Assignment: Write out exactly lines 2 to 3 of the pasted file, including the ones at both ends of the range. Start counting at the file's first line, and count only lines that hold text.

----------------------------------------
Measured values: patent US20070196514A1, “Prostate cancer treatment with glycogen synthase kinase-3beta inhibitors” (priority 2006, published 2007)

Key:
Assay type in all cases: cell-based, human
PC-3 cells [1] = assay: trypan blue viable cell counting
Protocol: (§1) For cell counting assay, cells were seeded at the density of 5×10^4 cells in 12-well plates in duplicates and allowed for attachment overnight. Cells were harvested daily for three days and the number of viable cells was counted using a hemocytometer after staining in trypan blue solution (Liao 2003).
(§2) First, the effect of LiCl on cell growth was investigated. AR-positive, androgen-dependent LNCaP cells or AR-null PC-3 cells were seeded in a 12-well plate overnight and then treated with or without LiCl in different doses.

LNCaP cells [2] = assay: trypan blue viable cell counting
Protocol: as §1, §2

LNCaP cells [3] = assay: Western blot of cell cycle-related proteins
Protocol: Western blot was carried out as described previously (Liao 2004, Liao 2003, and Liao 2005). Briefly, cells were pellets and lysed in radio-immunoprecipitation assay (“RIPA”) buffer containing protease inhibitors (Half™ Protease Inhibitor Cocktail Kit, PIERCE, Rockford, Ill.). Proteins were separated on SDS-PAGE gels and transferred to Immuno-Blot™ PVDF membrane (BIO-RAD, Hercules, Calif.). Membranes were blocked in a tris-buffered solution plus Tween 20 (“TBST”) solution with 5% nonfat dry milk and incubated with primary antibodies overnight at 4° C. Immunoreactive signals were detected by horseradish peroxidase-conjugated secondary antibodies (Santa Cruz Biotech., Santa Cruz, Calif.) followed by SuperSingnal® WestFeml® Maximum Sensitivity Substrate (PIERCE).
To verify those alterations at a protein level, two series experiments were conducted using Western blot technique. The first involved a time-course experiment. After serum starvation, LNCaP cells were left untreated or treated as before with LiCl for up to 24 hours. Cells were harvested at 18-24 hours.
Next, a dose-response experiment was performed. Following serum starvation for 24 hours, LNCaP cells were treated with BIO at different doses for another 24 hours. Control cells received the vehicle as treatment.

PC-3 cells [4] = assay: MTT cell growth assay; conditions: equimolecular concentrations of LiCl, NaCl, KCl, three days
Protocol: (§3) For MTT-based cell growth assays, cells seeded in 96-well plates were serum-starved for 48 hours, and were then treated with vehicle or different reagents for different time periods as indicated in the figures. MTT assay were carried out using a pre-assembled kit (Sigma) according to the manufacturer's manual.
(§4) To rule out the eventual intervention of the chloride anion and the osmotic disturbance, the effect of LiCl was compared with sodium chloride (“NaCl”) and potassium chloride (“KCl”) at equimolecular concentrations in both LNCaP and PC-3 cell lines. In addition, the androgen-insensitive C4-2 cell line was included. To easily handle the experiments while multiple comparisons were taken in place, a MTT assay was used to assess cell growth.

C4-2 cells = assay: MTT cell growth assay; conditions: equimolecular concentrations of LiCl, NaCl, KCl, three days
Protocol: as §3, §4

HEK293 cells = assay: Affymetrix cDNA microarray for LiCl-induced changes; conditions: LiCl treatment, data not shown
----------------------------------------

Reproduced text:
Key:
Assay type in all cases: cell-based, human